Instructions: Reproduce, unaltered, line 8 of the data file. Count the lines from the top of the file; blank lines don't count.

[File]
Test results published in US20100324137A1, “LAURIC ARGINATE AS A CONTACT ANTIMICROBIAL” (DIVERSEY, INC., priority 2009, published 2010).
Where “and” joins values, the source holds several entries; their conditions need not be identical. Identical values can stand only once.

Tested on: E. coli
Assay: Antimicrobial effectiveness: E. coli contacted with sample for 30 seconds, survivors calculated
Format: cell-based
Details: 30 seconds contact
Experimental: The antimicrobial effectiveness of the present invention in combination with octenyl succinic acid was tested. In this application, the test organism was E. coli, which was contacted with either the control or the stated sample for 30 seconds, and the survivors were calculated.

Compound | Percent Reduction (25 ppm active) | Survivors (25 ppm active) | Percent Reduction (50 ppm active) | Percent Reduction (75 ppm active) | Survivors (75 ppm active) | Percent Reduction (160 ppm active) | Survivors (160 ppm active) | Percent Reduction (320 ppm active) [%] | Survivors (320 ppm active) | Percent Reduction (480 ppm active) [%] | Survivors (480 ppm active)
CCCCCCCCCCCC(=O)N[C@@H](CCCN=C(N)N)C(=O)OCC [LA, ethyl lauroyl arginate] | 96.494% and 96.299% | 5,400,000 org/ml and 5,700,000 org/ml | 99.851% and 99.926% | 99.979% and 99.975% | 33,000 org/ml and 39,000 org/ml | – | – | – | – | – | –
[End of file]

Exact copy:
Compound | Percent Reduction (25 ppm active) | Survivors (25 ppm active) | Percent Reduction (50 ppm active) | Percent Reduction (75 ppm active) | Survivors (75 ppm active) | Percent Reduction (160 ppm active) | Survivors (160 ppm active) | Percent Reduction (320 ppm active) [%] | Survivors (320 ppm active) | Percent Reduction (480 ppm active) [%] | Survivors (480 ppm active)